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I know this is older than the sun, but figured I would post this as my answer because it just like doing it this way.

What I did was create my own snippet that ONLY adds {get; set;}. I made it just because I find prop > tab to be clunky.

<?xml version="1.0" encoding="utf-8"?>
  <CodeSnippet Format="1.0.0">
        <Title>get set</Title>
        <Code Language="CSharp">
            <![CDATA[{get; set;}]]>

With this, you type your PropType and PropName manually, then type get > tab and it will add the get set. Its nothing magical, but since I tend to type my access modifier first anyway, I may as well finish out the name and type.

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I don't have Visual Studio installed on my machine anymore (and I'm using Linux), but I do remember that there was an wizard hidden somewhere inside one of the menus that gave access to a class builder.

With this wizard, you could define all your classes' details, including methods and attributes. If I remember well, there was an option through which you could ask VS to create the setters and getters automatically for you.

I know it's quite vague, but check it out and you might find it.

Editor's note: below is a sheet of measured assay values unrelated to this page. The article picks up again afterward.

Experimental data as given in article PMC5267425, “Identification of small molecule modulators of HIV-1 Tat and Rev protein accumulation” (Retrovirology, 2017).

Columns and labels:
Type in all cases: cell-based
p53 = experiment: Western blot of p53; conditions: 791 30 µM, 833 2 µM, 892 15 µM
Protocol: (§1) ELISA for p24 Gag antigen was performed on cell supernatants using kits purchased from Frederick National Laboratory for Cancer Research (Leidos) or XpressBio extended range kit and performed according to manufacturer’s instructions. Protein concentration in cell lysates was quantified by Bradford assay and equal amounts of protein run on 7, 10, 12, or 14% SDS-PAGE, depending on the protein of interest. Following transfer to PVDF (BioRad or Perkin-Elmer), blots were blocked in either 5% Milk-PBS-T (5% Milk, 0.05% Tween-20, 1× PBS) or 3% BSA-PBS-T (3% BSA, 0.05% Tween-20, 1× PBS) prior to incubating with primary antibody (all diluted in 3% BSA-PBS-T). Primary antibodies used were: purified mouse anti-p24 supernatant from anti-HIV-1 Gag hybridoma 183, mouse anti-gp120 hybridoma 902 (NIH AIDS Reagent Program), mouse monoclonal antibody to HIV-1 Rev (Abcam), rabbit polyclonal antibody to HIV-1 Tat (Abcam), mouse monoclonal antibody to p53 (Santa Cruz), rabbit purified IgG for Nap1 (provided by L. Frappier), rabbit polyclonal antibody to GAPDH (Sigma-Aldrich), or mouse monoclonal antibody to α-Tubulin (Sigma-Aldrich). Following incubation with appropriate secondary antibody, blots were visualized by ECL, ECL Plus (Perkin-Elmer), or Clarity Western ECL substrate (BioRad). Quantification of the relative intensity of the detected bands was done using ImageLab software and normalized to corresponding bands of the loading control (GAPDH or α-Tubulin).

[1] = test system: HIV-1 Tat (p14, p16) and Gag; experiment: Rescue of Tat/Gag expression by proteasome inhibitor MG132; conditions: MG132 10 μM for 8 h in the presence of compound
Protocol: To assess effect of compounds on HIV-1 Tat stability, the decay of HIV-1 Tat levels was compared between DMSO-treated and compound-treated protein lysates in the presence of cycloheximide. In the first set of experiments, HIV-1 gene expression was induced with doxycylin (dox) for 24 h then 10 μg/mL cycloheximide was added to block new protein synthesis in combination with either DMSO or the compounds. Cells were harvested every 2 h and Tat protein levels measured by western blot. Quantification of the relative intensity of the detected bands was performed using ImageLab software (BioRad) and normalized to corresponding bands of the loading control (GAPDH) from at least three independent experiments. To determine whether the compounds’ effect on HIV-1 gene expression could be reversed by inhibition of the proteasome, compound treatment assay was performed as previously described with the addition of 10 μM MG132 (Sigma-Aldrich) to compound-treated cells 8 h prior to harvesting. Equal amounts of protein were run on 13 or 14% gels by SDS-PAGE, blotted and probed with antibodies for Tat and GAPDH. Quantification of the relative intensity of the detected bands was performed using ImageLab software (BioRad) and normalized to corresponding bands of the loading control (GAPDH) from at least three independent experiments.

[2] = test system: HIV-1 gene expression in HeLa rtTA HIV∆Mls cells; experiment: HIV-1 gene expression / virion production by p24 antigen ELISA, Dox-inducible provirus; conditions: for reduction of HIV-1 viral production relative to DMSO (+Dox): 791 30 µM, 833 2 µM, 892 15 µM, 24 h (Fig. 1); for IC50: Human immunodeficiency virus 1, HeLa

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In addition to the 'prop' snippet and auto-properties, there is a refactor option to let you select an existing field and expose it via a property. Also, if you don't like the 'prop' implementation, you can create your own snippets. Additionally, a 3rd party refactoring tool like resharper will give you even more features and make it easier to create more advanced snippets. I'd recommend Resharper if you can afford it.

http://msdn.microsoft.com/en-us/library/f7d3wz0k(VS.80).aspx http://www.jetbrains.com/

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use the propfull keyword.
It will generate property and variable

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please provide more information about your answer, answers with short description is not OK for next visitors... – Kiyarash Sep 25 '14 at 3:22
type keyword propfull in editor it will generate code like private data_type var_name; public data_type var_name1{ get;set;} – avinash kadu Sep 29 '14 at 12:24